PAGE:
Friday Dispatch: We Contain Multitudes
Also, baby lambs :)
Do I contradict myself?
Very well then I contradict myself,
(I am large, I contain multitudes.)
~ Walt Whitman, from Song of Myself :: read more
Containing multitudes was on my mind this past week, so I wrote 11 things:
1. I have a recurring dream about being in a house – not necessarily my own – and suddenly discovering rooms, sometimes a whole wing, that I hadn’t known about before. I’ve had many versions of this dream over the course of decades, and I can still picture so many of the details. The feeling is always: oh wow.
2. I am considering changing my name to Zahava. I love that it contains the word "ahava," which means love. I love that it means "golden." I love that it contains the sound of "Chava," the Hebrew name I already have (though not legally). I love how the name itself is like a nesting doll. And I love how gorgeously sensuous and feminine and strong and solid and beautiful it feels when I say it. It feels like my favorite light and rich deep colors and jewels in my mouth. I am sitting with this in a generous and spacious way, with no timeline or hurry. It's fun and intriguing to consider. This morning, I stopped at a Starbucks about half hour south of my house before a dermatologist appointment, and just to see how it felt, I said “Zahava” when the barista asked me for a name for my drink, then smiled to myself when she repeated it back.
3. I have always shared my writing but that doesn’t mean I haven’t been afraid.
4. I want my kids to know that I celebrate them containing multitudes. What better way to do this than to share my multitudes.
5. I discovered a new-to-me poet this week. I looked at her Facebook profile and saw a post wishing her son a happy 16th birthday, with an adorable photo of him as a toddler. The post was a few years old. Curious to see him now, I Googled his name. I was stunned to read an article about him in the past tense. He died by suicide. This woman's poetry is so beautiful and grief-laden; I had been drawn to it without understanding why. Then I saw this and my heart hurt.
6. I am learning how to communicate more directly and clearly. It feels really good. Like growing up. This, like all growing things, is iterative. A leap forward, a plateau, a loop backwards, a spiral, an unfurling.
7. A cherished client told me she is sometimes taken aback by a certain bluntness in my writing, and how surprising it is sometimes since I am not that way in person. I knew exactly what she meant. We had an interesting conversation about the places we can access only through writing, and how one is no more or less authentic than the other.
8. It reminded me of a famous writer I know to be take-no-prisoners on the page, who I've heard has a quiet, almost meek, disposition in person. (We contain multitudes.)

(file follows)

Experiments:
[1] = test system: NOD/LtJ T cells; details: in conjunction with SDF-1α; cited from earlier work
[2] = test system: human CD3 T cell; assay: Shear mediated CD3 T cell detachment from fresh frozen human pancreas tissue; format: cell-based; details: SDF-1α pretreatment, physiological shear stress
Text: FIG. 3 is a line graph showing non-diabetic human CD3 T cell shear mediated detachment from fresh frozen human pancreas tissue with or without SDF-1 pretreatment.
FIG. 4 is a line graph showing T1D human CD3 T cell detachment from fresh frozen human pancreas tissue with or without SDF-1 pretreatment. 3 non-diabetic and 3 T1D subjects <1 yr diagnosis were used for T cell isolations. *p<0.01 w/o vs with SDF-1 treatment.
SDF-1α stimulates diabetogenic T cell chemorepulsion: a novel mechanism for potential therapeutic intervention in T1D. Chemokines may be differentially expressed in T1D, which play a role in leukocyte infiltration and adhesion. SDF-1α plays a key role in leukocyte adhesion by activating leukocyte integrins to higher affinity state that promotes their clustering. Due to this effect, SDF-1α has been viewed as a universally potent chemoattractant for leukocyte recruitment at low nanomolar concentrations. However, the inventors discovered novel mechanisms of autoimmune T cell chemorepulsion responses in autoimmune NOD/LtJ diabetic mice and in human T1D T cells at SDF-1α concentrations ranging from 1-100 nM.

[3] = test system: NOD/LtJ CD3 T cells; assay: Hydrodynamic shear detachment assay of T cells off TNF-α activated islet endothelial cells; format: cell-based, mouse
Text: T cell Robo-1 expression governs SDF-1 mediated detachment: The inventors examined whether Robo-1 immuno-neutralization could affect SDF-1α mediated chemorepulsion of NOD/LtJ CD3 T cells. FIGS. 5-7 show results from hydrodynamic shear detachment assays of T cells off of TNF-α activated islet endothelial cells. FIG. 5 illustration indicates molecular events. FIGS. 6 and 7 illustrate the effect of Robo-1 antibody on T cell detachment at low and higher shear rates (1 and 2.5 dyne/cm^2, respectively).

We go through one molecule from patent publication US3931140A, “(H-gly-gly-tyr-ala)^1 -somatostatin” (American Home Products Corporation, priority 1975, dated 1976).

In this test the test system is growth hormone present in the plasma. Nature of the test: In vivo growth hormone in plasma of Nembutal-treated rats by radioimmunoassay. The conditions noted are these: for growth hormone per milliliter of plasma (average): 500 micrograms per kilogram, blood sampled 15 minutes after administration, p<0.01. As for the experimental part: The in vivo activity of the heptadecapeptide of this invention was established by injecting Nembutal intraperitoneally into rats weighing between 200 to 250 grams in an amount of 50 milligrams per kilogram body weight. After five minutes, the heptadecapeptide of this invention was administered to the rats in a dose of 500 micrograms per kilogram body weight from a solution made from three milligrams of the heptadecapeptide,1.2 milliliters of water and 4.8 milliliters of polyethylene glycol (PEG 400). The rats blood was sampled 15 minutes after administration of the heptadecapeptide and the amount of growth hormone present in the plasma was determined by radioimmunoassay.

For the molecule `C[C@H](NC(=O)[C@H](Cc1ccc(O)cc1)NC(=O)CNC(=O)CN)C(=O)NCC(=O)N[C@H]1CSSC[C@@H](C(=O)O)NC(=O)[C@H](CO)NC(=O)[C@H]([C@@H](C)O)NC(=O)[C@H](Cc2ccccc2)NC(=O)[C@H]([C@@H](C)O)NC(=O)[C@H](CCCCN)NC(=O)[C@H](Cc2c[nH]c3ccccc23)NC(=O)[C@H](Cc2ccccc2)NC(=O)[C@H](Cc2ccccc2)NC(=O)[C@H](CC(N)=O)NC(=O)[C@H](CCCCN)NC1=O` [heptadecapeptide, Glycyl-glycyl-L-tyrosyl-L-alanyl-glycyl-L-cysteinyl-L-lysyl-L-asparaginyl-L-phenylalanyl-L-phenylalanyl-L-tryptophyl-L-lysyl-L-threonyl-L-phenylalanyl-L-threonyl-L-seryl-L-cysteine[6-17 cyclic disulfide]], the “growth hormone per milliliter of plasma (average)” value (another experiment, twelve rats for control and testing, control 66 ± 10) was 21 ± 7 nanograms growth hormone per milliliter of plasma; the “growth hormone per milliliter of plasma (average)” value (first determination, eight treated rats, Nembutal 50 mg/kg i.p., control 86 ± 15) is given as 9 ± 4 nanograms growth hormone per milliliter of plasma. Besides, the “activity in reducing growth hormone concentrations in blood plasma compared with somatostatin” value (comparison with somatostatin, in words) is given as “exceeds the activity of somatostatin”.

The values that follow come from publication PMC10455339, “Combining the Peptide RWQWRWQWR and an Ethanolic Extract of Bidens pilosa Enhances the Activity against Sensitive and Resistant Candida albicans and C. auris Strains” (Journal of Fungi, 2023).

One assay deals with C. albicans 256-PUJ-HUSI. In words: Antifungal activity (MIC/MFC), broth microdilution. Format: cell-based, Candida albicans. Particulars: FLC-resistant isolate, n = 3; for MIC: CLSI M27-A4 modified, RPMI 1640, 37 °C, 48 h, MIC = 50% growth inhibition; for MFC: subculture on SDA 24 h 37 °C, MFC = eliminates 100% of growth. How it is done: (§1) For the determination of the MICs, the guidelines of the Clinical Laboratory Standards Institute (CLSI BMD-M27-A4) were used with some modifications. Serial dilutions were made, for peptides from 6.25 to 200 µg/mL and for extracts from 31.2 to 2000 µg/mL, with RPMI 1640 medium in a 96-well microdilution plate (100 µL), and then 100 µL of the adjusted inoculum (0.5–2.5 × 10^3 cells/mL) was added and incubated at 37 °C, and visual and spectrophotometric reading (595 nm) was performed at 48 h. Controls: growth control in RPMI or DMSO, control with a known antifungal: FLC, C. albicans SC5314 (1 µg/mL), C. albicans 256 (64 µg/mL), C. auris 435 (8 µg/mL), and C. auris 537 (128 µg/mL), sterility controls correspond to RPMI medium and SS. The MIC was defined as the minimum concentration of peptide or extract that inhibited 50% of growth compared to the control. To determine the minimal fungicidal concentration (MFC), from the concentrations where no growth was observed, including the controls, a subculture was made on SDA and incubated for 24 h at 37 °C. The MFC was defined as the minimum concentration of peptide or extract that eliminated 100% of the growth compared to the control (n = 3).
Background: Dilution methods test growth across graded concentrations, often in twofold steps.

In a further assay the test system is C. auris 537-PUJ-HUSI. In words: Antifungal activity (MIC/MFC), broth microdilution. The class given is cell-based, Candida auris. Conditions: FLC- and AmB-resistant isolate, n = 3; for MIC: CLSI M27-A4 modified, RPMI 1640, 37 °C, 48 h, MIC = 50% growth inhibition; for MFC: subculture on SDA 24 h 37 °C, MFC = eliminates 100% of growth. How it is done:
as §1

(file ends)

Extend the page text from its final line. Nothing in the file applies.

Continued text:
9. I read the poem The Art of Disappearing by Naomi Shihab Nye and immediately thought about certain writers in my life, past and present. What a wonderful poem, especially for introverts.
10. Hinei ma tov – how good it is for us as brothers, sisters, and siblings to sit together. My solidarity strengthens daily.
11. So much beauty, so much beauty, so much life through these glass doors, indistinguishable from the decay that came before and will come again – the falling down wooden fence, the tender reds and greens in the woods, the crisp spring light, riotous tulips in strangers' yards. I smile as I run by.
Shabbat Shalom and love,
Join me and Miv in July – in person!
Friday, July 14 (4:30pm) to Sunday, July 16 (noon), Amherst, MA
Limited to 10 participants
This relaxed retreat will take place in Amherst, Massachusetts. In my backyard under a tent for shade, surrounded by trees and birds, squirrels and chipmunks, we’ll have prompted writing time, guided meditations (sitting and walking) led by my dear friend, Miv London, delicious food, and kind company in a beautiful place. All welcome.
Writing as Advocacy & Activism
"This week in Cognoscenti, writers helped us think about the world in a new way. They looked deeply into some of the stories we tell ourselves — the practices we follow — and asked: Does it need to be this way? What will we lose if we don’t change?"
~ Kathleen Burge, Cognoscenti Editor
In related news, I attended a local School Committee meeting Wednesday evening and gave the following public comment. Several others also offered strong and moving public comments, and there was news coverage of the meeting in yesterday’s Daily Hampshire Gazette. We'll see what happens next; my hope is that the committee will be swift in responding to these allegations. We cannot be quiet or complacent – here in Amherst, or anywhere in the country. Our kids need us. We need each other.
* * * * *
My name is Jena Schwartz. I am a product of Amherst public schools, a parent of a current ARHS junior, and an Amherst resident.
Thirty five years ago, I walked the halls of the middle school. I had no idea at the time that a couple decades later, I would come out. But I can tell you this: had I been consciously questioning or exploring my sexual orientation at the time, I very well might have chosen to speak with a school counselor rather than my parents or friends. The idea that I might have been met with anything but curiosity and kindness, much less a clearly homophobic agenda, is appalling.